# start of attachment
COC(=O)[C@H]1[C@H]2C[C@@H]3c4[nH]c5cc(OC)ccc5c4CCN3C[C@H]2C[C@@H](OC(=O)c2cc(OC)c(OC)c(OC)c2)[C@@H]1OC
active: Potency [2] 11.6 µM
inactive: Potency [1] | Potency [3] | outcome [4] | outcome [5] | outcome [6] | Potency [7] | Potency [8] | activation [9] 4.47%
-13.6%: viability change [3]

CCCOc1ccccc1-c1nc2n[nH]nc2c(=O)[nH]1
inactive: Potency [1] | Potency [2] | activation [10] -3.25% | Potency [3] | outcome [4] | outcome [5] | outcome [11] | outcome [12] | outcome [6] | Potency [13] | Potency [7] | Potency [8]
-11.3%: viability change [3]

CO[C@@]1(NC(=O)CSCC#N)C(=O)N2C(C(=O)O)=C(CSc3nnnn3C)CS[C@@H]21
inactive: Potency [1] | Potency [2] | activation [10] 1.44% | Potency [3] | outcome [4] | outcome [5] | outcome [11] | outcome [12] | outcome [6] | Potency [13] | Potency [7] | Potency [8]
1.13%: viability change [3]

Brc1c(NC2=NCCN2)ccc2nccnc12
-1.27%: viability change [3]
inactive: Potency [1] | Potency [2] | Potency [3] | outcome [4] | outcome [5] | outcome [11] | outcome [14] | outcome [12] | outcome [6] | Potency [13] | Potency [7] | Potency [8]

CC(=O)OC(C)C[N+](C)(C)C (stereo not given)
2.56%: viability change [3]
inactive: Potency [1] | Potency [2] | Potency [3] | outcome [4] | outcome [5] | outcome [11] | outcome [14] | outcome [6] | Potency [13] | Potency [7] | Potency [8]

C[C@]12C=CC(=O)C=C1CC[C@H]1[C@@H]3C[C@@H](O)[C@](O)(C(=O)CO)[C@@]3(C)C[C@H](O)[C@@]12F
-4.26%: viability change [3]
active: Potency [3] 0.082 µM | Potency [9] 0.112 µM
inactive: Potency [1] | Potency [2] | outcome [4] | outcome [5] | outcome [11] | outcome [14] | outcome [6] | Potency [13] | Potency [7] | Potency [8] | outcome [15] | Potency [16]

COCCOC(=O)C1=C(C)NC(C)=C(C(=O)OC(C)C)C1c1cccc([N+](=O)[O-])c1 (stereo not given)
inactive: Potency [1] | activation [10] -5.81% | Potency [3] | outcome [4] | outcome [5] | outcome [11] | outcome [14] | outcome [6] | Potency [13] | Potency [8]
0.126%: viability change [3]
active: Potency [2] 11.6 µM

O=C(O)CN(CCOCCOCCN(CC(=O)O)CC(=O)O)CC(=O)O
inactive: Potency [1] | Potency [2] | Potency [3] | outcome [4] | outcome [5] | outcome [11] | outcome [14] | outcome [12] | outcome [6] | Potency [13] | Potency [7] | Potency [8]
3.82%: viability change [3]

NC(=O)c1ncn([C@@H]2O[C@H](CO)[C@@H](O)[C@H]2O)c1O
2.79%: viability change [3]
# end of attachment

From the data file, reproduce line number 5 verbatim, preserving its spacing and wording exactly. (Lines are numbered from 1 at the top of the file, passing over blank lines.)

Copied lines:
CCCOc1ccccc1-c1nc2n[nH]nc2c(=O)[nH]1